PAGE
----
We see a focus on equity sweeping the nation, and we hear that Americans agree that equity in education is important. The Council of Chief State School Officers and the National School Boards Association have made equity a priority.
However, there may be differing definitions or assumptions in the term “equity.” In talking equity, a point of confusion we encounter is: Are we talking about equity across race and ethnicity or are we talking about equity across disability?
The flip side of equity is “disproportionality.” And, to be precise, when people talk about “disproportionality,” it is in the context of special education law. When students get identified and labeled disabled, placed in special education programs, and are disciplined, the goal is to do it in a way that is equitable. According to special education law, you can suspend as many black students as you want as long as you are not suspending more black students with disabilities than white students with disabilities. No other federal education law requires states or districts to measure for “significant disproportionality in discipline.” So, to be clear, it is not that certain racial groups are being over-disciplined in general, but that there is overdiscipline of certain racial groups within students who are already identified for special education services.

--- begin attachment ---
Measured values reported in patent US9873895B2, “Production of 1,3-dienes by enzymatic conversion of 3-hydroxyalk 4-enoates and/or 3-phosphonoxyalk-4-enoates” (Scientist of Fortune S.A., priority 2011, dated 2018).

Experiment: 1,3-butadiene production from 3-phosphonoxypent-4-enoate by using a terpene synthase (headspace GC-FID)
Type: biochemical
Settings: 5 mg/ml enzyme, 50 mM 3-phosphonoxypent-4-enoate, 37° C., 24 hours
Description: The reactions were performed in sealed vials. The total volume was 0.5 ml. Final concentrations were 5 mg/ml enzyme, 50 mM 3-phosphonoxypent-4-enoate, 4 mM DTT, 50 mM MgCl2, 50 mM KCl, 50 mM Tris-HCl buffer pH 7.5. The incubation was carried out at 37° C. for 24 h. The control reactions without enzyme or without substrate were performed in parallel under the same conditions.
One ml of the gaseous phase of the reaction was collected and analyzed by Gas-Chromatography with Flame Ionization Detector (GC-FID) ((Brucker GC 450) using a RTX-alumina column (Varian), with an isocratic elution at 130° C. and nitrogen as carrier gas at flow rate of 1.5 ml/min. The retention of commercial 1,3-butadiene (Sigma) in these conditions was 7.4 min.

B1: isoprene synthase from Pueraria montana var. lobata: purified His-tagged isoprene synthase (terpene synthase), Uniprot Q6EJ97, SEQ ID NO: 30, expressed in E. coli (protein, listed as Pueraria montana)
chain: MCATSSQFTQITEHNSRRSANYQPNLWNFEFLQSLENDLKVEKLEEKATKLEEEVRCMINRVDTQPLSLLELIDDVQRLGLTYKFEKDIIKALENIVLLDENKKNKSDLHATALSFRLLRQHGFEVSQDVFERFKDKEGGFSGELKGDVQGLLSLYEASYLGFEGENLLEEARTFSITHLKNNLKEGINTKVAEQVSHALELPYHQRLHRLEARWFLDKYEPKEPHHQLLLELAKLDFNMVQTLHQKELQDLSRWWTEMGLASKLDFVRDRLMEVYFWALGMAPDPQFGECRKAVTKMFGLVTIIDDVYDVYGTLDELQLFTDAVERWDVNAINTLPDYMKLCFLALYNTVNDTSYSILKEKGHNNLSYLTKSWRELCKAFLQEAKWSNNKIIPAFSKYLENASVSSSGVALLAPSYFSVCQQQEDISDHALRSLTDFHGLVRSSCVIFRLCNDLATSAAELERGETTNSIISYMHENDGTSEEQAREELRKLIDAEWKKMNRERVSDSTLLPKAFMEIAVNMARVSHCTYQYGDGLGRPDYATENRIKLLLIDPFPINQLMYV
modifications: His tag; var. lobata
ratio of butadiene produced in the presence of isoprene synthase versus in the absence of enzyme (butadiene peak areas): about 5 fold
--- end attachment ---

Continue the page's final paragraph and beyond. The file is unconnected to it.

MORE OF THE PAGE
Concern over disproportionality in education is of special importance when looking at how discipline is administered in schools. The emphasis in special education law and the Every Student Succeeds Act of 2015 on establishing multitiered supports is recognition that what may be effective for some students may not be effective for all students. When it comes to equity in discipline, teams at the school, district, and state levels need efficient and effective practices that are likely to improve outcomes for each student group. For any education unit (school, district, region, state) to produce real change, three things are necessary. Always start with your values. From there, make sure you are measuring what you value. Then, go looking for the practices and procedures that have been demonstrated to be effective and fit your unique social, cultural and organizational contexts.